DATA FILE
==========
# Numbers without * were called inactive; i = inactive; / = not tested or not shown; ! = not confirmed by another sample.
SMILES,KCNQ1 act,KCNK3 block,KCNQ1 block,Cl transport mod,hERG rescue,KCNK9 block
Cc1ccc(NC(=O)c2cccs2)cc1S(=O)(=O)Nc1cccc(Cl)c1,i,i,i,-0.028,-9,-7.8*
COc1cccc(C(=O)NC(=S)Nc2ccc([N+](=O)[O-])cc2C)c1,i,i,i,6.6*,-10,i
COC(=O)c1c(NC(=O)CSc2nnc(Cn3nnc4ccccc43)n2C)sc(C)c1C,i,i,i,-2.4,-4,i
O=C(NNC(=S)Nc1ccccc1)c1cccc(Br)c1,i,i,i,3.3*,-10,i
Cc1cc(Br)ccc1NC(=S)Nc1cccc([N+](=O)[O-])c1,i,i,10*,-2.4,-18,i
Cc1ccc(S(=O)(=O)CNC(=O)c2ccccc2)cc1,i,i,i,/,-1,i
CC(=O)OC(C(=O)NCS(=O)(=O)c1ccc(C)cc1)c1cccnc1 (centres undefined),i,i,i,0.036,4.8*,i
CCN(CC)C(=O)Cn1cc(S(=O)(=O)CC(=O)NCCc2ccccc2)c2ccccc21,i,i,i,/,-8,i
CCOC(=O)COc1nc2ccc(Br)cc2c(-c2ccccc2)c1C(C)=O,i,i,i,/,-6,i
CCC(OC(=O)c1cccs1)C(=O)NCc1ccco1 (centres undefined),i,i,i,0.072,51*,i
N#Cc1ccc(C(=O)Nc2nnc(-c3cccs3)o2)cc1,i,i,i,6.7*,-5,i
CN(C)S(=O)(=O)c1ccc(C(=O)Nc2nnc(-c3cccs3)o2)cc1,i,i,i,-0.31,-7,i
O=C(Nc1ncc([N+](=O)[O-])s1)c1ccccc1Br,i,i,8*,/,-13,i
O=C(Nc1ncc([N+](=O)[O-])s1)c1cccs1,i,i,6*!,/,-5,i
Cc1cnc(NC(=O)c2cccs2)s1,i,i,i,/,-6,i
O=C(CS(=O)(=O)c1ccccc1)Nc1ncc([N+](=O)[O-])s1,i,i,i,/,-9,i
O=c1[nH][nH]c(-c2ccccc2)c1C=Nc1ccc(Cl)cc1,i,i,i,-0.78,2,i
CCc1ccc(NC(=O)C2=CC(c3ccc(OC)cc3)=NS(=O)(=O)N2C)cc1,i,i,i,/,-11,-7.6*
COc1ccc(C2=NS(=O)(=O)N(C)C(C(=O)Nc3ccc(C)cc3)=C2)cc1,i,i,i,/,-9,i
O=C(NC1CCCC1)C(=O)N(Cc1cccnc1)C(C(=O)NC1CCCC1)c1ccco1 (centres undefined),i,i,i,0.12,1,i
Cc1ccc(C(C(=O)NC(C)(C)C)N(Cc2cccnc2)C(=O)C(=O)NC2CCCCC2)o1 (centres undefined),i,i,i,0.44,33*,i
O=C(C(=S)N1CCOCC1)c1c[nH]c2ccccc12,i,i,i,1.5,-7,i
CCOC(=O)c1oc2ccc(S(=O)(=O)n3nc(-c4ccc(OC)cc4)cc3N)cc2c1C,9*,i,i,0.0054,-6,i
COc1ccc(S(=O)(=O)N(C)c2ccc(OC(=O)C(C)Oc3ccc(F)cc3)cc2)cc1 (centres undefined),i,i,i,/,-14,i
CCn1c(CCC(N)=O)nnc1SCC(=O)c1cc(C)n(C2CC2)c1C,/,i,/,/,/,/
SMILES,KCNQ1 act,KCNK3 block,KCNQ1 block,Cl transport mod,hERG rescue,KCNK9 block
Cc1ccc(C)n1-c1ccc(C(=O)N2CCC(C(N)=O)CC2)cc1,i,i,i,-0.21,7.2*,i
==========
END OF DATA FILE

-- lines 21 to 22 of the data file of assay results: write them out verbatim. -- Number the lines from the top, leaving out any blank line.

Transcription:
COc1ccc(C2=NS(=O)(=O)N(C)C(C(=O)Nc3ccc(C)cc3)=C2)cc1,i,i,i,/,-9,i
O=C(NC1CCCC1)C(=O)N(Cc1cccnc1)C(C(=O)NC1CCCC1)c1ccco1 (centres undefined),i,i,i,0.12,1,i